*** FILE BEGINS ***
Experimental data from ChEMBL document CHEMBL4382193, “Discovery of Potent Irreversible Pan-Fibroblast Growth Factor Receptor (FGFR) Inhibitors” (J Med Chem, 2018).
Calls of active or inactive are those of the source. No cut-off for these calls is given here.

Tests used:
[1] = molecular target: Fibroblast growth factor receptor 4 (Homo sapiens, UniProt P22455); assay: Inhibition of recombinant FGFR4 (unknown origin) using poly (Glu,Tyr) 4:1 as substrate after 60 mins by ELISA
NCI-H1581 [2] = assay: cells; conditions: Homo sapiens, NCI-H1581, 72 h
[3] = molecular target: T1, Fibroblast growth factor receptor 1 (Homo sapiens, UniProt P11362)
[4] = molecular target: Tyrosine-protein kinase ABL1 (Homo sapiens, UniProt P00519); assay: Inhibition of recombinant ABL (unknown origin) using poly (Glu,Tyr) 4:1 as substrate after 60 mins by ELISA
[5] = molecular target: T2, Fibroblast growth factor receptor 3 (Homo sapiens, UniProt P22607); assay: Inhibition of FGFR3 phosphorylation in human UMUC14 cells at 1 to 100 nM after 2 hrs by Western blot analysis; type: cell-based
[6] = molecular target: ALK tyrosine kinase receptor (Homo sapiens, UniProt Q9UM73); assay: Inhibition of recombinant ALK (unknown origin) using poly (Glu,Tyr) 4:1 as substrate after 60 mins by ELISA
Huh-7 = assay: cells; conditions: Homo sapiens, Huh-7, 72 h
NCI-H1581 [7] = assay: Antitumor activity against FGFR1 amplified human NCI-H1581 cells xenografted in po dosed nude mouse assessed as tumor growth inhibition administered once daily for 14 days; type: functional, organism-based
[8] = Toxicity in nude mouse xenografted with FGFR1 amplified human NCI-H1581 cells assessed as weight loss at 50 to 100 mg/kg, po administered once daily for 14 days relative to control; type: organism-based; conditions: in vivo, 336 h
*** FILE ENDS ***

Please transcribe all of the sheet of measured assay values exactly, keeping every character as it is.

Experimental data from ChEMBL document CHEMBL4382193, “Discovery of Potent Irreversible Pan-Fibroblast Growth Factor Receptor (FGFR) Inhibitors” (J Med Chem, 2018).
Calls of active or inactive are those of the source. No cut-off for these calls is given here.

Tests used:
[1] = molecular target: Fibroblast growth factor receptor 4 (Homo sapiens, UniProt P22455); assay: Inhibition of recombinant FGFR4 (unknown origin) using poly (Glu,Tyr) 4:1 as substrate after 60 mins by ELISA
NCI-H1581 [2] = assay: cells; conditions: Homo sapiens, NCI-H1581, 72 h
[3] = molecular target: T1, Fibroblast growth factor receptor 1 (Homo sapiens, UniProt P11362)
[4] = molecular target: Tyrosine-protein kinase ABL1 (Homo sapiens, UniProt P00519); assay: Inhibition of recombinant ABL (unknown origin) using poly (Glu,Tyr) 4:1 as substrate after 60 mins by ELISA
[5] = molecular target: T2, Fibroblast growth factor receptor 3 (Homo sapiens, UniProt P22607); assay: Inhibition of FGFR3 phosphorylation in human UMUC14 cells at 1 to 100 nM after 2 hrs by Western blot analysis; type: cell-based
[6] = molecular target: ALK tyrosine kinase receptor (Homo sapiens, UniProt Q9UM73); assay: Inhibition of recombinant ALK (unknown origin) using poly (Glu,Tyr) 4:1 as substrate after 60 mins by ELISA
Huh-7 = assay: cells; conditions: Homo sapiens, Huh-7, 72 h
NCI-H1581 [7] = assay: Antitumor activity against FGFR1 amplified human NCI-H1581 cells xenografted in po dosed nude mouse assessed as tumor growth inhibition administered once daily for 14 days; type: functional, organism-based
[8] = Toxicity in nude mouse xenografted with FGFR1 amplified human NCI-H1581 cells assessed as weight loss at 50 to 100 mg/kg, po administered once daily for 14 days relative to control; type: organism-based; conditions: in vivo, 336 h